Proprietors of Distilled Spirits Plants, Breweries, Bonded
Wineries, Importers, Wholesalers and others Concerned:
Purpose. The purpose of this industry circular is to
advise industry members of the forthcoming ATF Ruling
relating to depletion allowances. The ruling reads as
The Bureau of Alcohol, Tobacco and Firearms has been
asked whether a depletion allowance given to a retailer by
an industry member is considered a "thing of value" within
the meaning of section 5(b)(3) of the Federal Alcohol
Administration Act (the Act), 27 U.S.C. § 205(b)(3).
Depletion allowances are discounts given to retailers
based on the quantity of product sold by such retailers to
their customers. No discount is given at the time the
product is purchased by the retailer.
In general, section 5(b)(3) of the Act prohibits an
industry member from inducing any retailer to purchase
alcoholic beverages to the exclusion of products sold or
offered for sale by other persons in interstate commerce
by furnishing, giving, renting, lending or selling to the
retailer any fixtures, signs, supplies, money, services,
or other thing of value.
Revenue Ruling 54-161, C.B. 1954-1,338 (Internal
Revenue) held that price reductions, rebates, refunds, and
discounts given to retailers at the time of entering into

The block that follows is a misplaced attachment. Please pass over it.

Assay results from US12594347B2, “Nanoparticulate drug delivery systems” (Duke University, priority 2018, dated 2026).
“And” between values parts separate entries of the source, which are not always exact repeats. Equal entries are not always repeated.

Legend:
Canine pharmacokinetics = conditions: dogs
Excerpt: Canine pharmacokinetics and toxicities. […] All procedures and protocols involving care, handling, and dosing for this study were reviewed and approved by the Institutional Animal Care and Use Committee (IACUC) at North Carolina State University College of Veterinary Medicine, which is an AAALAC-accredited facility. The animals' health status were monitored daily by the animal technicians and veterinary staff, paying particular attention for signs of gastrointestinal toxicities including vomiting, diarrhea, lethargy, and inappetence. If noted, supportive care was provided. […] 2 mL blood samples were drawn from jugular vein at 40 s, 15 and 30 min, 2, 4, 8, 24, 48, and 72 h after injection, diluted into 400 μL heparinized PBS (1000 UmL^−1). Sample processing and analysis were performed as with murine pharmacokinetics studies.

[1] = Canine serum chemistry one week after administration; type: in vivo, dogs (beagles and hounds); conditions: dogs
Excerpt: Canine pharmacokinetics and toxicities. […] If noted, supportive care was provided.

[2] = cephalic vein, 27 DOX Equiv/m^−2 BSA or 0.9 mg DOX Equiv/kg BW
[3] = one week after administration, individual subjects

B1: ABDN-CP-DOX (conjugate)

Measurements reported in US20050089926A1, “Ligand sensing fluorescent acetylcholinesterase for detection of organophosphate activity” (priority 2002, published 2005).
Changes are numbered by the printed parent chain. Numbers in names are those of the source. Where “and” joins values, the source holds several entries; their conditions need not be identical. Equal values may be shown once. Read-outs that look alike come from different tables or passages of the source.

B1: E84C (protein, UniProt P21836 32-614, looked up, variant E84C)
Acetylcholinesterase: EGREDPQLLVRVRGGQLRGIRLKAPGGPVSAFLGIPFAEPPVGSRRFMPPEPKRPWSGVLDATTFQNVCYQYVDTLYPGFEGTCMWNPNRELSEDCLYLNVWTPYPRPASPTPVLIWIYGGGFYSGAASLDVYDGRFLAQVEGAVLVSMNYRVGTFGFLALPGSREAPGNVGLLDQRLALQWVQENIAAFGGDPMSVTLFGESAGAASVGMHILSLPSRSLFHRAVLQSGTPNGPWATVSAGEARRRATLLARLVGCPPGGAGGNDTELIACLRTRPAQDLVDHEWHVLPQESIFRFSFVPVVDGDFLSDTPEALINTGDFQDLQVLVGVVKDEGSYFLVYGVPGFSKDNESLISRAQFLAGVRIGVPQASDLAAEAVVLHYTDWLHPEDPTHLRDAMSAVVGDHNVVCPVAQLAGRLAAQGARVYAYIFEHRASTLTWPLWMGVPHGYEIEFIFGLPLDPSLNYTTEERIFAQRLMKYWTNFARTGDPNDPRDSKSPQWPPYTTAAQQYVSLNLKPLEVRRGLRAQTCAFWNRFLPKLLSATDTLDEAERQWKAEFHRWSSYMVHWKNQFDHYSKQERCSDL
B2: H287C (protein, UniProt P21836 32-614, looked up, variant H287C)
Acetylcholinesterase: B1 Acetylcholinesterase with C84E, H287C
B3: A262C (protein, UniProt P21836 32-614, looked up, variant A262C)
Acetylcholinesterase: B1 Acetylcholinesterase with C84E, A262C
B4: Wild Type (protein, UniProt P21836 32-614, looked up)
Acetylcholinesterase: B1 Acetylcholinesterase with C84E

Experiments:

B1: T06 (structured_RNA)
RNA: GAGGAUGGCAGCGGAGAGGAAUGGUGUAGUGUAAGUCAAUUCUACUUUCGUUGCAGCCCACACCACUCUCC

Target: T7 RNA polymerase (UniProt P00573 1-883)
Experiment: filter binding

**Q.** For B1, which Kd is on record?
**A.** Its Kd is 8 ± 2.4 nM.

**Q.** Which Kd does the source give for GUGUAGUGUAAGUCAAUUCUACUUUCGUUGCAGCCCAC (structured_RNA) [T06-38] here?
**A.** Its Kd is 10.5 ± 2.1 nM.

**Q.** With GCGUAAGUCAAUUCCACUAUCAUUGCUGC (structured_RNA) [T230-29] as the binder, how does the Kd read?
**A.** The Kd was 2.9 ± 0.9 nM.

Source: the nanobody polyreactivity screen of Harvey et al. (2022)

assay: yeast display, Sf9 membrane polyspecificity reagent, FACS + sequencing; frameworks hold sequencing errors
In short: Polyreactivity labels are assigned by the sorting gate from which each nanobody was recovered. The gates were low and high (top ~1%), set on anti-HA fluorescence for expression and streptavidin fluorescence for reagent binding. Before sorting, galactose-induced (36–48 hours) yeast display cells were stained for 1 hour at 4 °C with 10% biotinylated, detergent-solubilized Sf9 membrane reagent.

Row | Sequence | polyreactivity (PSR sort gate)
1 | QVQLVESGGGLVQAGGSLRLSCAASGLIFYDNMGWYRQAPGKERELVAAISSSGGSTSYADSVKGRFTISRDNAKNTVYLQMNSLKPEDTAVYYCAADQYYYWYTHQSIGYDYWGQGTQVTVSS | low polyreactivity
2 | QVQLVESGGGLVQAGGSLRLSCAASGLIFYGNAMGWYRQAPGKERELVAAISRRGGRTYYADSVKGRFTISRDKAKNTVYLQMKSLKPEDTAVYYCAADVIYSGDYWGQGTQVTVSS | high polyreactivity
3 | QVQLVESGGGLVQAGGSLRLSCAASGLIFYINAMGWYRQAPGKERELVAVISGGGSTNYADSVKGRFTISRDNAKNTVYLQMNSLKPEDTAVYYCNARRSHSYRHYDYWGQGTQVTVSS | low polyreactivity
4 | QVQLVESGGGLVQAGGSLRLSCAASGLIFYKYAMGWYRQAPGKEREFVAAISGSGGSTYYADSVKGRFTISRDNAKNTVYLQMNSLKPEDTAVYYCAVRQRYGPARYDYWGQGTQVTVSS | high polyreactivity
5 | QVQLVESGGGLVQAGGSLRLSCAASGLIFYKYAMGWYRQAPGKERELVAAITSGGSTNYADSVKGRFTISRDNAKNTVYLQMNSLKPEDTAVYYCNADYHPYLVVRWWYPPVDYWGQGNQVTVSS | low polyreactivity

an agreement of sale are merely methods used to arrive at
an agreed sales price and as such do not fall within the
purview of the Act. However, if the price reduction,
rebate, refund, or discount is in fact merely a subterfuge
to otherwise violate the Act, then the transaction would
constitute a prohibited "gift" within the meaning of
The Bureau believes that an agreement to pay a
depletion allowance at some future date based on the
retailer's sales to consumers does not constitute a
pricing transaction since it does not reduce the price of
the goods at the time they are sold to the retailer.
Although the terms of the depletion allowance are agreed
to at the time of sale, the retailer is not
unconditionally entitled to any reduction in price as a
result of the sale. In a normal discount or price
reduction situation, the right to such discount accrues at
the time of the sale to such retailer.
The depletion allowance is merely a promise by the
industry member to pay the retailer if and when the
retailer resells the goods. Therefore, if the goods
remain unsold, the retailer receives no discount and must
pay the full cost of the goods.
Held: Depletion allowances given by industry members
to retailers, whether directly or indirectly, are not
considered legitimate pricing arrangements. Such payments
would amount to a means to induce purchases to the
exclusion of products sold by competitors, and if coupled
with the other elements of the statute, a violation of
section 5(b)(3) would result.
Revenue Ruling 54-161 is hereby amplified.